Stage 5 Performance Evaluation and Comparison

      The results need to be evaluated in order to measure the efficiency of the model. For evaluation we use the different metrics like accuracy, f-score, recall and precision. We compare the results of both the kernels (rbf and linear) using these metrics.

    5. RESULTS

      This section shows the results of the implementation of the SVM algorithm used for sentiment classification. Table I contains the result of SVM approach with linear as well as rbf kernel. Dataset consisting of Amazon Reviews in a JSON file was used.

      1. SVM Linear Kernel

        If the data can be linearly split using a single line, then the Linear Kernel is the appropriate choice for processing the data. It is one of the kernels that is employed on a widespread scale. Its primary use occurs in situations where a given data set has a significant number of features. One of the instances that demonstrates a large number of characteristics is text classification; this is because each letter represents a new feature. Therefore, the Linear Kernel approach constitutes the majority of our Text Classification.

        Fig. 3 Proposed System Model

        Stage 1 Dataset Preparation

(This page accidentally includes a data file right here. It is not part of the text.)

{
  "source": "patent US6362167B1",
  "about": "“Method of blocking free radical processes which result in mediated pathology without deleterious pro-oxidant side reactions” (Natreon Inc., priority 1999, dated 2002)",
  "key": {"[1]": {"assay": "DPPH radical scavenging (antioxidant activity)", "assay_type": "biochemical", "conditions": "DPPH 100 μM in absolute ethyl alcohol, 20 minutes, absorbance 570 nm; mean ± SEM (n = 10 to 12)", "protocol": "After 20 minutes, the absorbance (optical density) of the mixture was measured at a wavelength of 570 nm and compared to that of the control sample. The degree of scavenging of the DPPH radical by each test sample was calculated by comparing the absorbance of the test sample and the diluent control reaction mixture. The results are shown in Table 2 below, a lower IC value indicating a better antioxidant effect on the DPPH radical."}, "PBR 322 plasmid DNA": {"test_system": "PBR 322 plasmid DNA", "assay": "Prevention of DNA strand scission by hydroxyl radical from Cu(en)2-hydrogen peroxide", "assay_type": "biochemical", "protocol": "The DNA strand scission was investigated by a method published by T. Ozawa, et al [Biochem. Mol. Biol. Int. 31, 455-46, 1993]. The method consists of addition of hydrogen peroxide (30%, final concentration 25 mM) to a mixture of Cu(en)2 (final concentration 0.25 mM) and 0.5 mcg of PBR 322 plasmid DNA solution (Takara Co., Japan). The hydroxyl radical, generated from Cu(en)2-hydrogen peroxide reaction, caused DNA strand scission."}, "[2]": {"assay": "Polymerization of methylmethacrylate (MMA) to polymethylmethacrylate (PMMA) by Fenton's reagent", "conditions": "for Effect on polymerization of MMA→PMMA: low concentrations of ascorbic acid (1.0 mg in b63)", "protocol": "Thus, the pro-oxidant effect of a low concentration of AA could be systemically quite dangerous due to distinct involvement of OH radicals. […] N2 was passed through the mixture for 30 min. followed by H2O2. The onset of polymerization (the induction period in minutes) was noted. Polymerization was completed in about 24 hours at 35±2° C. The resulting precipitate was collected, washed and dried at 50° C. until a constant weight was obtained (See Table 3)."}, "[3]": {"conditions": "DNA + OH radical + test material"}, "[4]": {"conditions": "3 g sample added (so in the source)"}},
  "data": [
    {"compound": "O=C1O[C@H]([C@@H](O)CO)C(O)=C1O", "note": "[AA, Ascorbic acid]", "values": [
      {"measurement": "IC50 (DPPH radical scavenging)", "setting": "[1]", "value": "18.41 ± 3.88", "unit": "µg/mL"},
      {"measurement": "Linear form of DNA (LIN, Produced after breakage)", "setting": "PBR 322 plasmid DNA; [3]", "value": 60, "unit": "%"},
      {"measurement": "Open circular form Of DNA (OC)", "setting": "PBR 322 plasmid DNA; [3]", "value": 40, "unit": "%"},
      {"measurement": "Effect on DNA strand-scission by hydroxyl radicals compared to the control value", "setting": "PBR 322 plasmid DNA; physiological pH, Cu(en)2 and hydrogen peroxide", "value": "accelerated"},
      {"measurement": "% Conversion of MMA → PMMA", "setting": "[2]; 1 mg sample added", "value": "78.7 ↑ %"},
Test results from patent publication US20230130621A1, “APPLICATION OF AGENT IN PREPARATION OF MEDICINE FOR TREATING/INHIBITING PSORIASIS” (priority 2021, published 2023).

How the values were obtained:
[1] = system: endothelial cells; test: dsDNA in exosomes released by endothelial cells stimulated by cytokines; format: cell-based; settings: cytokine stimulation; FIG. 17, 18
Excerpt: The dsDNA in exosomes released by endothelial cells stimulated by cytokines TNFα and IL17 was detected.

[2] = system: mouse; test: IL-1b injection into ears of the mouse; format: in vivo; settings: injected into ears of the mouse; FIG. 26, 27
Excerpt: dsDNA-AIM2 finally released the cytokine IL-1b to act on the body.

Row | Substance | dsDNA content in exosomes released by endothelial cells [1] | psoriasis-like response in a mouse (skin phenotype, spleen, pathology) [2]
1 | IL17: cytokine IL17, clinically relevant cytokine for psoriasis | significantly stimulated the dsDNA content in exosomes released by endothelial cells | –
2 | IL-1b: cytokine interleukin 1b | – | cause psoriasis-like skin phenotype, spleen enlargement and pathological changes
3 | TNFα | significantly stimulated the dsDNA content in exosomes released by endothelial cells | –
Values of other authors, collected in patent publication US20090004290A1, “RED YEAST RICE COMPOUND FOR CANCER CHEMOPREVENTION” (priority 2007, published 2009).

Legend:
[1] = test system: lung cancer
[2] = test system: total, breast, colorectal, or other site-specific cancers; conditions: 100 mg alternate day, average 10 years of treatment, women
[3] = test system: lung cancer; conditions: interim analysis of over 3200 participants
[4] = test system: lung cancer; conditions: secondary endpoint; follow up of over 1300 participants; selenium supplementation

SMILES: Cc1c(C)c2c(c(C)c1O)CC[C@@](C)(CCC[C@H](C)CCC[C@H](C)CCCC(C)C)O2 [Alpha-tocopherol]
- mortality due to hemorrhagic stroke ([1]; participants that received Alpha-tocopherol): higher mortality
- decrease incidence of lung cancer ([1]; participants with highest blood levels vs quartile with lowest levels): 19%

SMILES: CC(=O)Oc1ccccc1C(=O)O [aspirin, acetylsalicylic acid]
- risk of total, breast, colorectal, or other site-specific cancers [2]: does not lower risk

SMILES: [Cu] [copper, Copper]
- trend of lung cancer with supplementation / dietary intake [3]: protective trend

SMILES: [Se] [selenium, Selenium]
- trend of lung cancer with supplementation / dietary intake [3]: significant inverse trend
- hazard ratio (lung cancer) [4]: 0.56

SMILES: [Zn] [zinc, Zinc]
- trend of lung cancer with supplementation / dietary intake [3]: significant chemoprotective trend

This stage involves collecting book reviews from Amazon Marketplace and storing them into a file to create a dataset. This file can be of any type like csv, json, etc. The main aim of this stage is to collect the data and store it in a file for further processing and use.

        Stage 2 Dataset Preprocessing

        In this stage, the data which was collected and stored is then preprocessed. The dataset contains reviews with null values or some invalid values, these are removed from the dataset and then the data is stored in the file again after all those values are removed. This gives us a clean dataset which is easy to use and would yield better results. Basically, the null and invalid entries are removed from the original dataset to obtain a clean dataset.

        Stage 3 Feature Extraction

        The approach known as dimensionality reduction, in which an initial collection of unprocessed data is partitioned into categories that are easier to work with, includes the feature extraction step as one of its components. Because of this, the processing will be made easier. Feature extraction is something that we do since it makes it possible for the model to be produced with less work from the machines and speeds up the processes of machine learning and generalization.